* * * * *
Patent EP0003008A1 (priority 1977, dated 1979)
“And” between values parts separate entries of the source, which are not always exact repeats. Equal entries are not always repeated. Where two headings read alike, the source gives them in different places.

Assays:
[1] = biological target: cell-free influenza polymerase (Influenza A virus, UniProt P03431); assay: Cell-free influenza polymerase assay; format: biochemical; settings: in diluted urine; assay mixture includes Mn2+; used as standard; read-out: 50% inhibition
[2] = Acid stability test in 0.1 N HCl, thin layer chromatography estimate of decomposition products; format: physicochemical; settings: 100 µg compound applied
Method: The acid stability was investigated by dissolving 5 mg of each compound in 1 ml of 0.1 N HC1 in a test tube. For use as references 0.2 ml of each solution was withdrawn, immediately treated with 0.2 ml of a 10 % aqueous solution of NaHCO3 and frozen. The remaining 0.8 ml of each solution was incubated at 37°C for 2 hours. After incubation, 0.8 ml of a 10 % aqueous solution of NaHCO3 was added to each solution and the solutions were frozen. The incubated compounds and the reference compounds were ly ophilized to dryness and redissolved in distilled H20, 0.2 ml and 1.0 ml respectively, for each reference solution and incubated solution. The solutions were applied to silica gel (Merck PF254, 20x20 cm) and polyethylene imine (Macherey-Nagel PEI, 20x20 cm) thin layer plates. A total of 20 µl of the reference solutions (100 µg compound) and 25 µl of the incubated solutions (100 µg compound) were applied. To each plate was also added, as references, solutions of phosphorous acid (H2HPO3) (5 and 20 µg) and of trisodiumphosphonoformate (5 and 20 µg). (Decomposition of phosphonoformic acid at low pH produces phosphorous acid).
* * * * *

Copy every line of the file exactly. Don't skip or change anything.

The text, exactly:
Patent EP0003008A1 (priority 1977, dated 1979)
“And” between values parts separate entries of the source, which are not always exact repeats. Equal entries are not always repeated. Where two headings read alike, the source gives them in different places.

Assays:
[1] = biological target: cell-free influenza polymerase (Influenza A virus, UniProt P03431); assay: Cell-free influenza polymerase assay; format: biochemical; settings: in diluted urine; assay mixture includes Mn2+; used as standard; read-out: 50% inhibition
[2] = Acid stability test in 0.1 N HCl, thin layer chromatography estimate of decomposition products; format: physicochemical; settings: 100 µg compound applied
Method: The acid stability was investigated by dissolving 5 mg of each compound in 1 ml of 0.1 N HC1 in a test tube. For use as references 0.2 ml of each solution was withdrawn, immediately treated with 0.2 ml of a 10 % aqueous solution of NaHCO3 and frozen. The remaining 0.8 ml of each solution was incubated at 37°C for 2 hours. After incubation, 0.8 ml of a 10 % aqueous solution of NaHCO3 was added to each solution and the solutions were frozen. The incubated compounds and the reference compounds were ly ophilized to dryness and redissolved in distilled H20, 0.2 ml and 1.0 ml respectively, for each reference solution and incubated solution. The solutions were applied to silica gel (Merck PF254, 20x20 cm) and polyethylene imine (Macherey-Nagel PEI, 20x20 cm) thin layer plates. A total of 20 µl of the reference solutions (100 µg compound) and 25 µl of the incubated solutions (100 µg compound) were applied. To each plate was also added, as references, solutions of phosphorous acid (H2HPO3) (5 and 20 µg) and of trisodiumphosphonoformate (5 and 20 µg). (Decomposition of phosphonoformic acid at low pH produces phosphorous acid).